Come into the gym excited to train. You’re in this to help others. You’ve been in the game longer than the kids. You know the sport better. This is YOUR SPORT, so you have to share the love. Bring the energy, enthusiasm and motivation. You’ve got to be more energetic than the fighters. It’s going to be YOUR ENERGY that motivates the fighters. Don’t expect anybody to come into your gym and give you a gift–nobody owes you anything. They give you their time, and you show them the love (experience, energy, knowledge).
The worst coaches are the ones with a chip on their shoulder. Alcoholic problems, money problems, can’t hold a stable relationship. The guys that get no respect outside the gym…don’t have a life other than yelling at kids to make themselves feel powerful. You’re not a god, you’re a fight coach. The kids don’t work for you, YOU WORK FOR THEM. Get that in to your head. You’re partly responsible for their future. So you need to make the most positive contribution to their lives with the time that you have with them.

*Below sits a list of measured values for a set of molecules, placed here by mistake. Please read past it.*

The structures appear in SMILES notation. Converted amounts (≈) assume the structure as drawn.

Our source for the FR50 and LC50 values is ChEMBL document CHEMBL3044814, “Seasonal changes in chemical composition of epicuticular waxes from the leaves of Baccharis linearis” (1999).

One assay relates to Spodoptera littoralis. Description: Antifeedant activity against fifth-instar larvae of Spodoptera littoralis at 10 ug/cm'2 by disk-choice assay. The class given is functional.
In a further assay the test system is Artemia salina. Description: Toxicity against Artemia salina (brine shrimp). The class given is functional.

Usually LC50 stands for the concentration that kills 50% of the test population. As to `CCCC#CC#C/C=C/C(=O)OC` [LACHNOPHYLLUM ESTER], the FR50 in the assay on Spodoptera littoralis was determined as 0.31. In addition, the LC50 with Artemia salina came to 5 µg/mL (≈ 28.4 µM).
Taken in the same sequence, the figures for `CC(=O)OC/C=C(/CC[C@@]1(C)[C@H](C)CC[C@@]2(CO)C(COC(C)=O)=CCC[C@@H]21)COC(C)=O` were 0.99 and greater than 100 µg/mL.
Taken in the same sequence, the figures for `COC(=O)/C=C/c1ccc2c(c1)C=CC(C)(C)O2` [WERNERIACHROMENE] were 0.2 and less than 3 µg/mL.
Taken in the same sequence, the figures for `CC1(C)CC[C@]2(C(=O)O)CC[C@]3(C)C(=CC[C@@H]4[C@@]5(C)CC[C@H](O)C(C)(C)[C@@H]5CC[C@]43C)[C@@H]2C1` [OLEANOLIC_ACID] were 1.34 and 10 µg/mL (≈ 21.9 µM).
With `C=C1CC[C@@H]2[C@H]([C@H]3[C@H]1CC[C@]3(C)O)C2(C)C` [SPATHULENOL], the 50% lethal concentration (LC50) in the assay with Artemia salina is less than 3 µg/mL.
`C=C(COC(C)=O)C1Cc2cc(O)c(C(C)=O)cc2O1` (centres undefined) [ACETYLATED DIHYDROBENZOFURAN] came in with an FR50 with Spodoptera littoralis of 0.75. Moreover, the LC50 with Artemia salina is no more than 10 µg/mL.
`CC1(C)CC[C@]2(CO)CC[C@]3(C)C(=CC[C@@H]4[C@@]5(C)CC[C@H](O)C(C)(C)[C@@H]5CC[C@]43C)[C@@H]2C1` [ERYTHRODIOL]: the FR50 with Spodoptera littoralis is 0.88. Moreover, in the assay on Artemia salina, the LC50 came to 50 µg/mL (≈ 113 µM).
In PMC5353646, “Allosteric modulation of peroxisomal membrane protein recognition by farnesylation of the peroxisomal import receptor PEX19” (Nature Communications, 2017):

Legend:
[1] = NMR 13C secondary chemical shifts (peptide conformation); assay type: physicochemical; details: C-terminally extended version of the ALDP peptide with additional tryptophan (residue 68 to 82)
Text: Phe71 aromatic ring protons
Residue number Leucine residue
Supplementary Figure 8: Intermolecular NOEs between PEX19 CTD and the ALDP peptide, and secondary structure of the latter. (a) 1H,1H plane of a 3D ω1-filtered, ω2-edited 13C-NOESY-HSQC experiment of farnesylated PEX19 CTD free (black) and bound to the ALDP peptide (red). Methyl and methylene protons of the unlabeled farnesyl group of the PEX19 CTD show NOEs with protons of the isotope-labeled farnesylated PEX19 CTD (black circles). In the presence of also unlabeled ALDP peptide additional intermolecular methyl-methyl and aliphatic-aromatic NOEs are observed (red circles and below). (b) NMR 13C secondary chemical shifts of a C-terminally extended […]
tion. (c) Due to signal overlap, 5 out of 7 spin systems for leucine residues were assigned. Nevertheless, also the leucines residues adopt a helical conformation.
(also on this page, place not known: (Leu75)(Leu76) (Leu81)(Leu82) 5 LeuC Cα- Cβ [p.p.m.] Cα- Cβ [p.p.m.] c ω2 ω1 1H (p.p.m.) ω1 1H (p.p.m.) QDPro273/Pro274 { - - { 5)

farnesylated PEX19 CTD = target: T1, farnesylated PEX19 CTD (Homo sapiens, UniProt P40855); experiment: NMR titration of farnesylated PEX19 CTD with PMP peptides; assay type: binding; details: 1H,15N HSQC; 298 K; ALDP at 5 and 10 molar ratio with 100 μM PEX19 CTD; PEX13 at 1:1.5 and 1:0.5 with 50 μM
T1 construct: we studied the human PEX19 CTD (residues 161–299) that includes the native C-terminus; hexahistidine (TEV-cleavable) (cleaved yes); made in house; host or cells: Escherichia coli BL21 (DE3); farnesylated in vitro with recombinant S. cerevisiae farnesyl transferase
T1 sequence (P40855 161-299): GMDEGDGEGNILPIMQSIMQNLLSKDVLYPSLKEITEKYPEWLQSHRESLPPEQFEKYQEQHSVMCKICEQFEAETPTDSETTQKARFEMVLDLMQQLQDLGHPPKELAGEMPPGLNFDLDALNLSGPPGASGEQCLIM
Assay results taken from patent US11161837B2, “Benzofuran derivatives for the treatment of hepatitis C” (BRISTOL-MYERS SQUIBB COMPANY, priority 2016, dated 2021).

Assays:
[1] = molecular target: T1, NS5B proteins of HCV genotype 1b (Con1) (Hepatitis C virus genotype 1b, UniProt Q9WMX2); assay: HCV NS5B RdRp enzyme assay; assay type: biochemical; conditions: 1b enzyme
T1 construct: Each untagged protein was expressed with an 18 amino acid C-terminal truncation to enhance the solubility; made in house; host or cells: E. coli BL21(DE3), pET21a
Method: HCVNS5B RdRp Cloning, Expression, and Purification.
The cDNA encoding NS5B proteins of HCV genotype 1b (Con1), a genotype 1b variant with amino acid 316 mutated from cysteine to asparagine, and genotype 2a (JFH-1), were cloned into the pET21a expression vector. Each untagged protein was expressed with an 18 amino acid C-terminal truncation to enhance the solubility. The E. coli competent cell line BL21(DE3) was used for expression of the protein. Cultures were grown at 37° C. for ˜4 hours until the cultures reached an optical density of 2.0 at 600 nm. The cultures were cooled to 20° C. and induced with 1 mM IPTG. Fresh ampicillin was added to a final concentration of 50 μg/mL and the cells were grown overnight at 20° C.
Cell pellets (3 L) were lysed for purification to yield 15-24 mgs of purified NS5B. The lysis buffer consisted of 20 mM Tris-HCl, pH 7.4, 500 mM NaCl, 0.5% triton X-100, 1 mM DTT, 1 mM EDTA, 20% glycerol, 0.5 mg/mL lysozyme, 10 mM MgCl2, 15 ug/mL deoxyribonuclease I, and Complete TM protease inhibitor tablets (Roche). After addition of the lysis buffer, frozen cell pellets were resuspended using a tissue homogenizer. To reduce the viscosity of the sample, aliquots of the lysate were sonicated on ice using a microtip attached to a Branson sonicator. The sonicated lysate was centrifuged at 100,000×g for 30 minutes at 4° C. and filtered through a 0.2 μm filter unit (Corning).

The fighter is the star,
not the trainer.
It’s not about you anymore! Maybe you used to be a champion but right now you’re not the star anymore, your fighter is. Those kids owe you nothing, and neither does anybody else. Selfish coaches are among the biggest parasites in our sport. A bunch of insecure people that turn down fighters because they don’t have the skills to improve the individual!
Be PERSONAL-accommodate the individual
It’s more than just coaching every fighter differently. It’s about accepting the fighter and accepting his or her results. Some fighters are faster. Some fighters have more power. Some fighters have more stamina. Some fighters will win more than others. Success means different things to different people. For some, success is a gold medal. For others, it’s surviving one whole fight. For many, it’s losing weight and looking sexy. Whatever the individual’s goal is, you have to respect that. It is THEIR GOAL, not yours.
Success means different things to different people.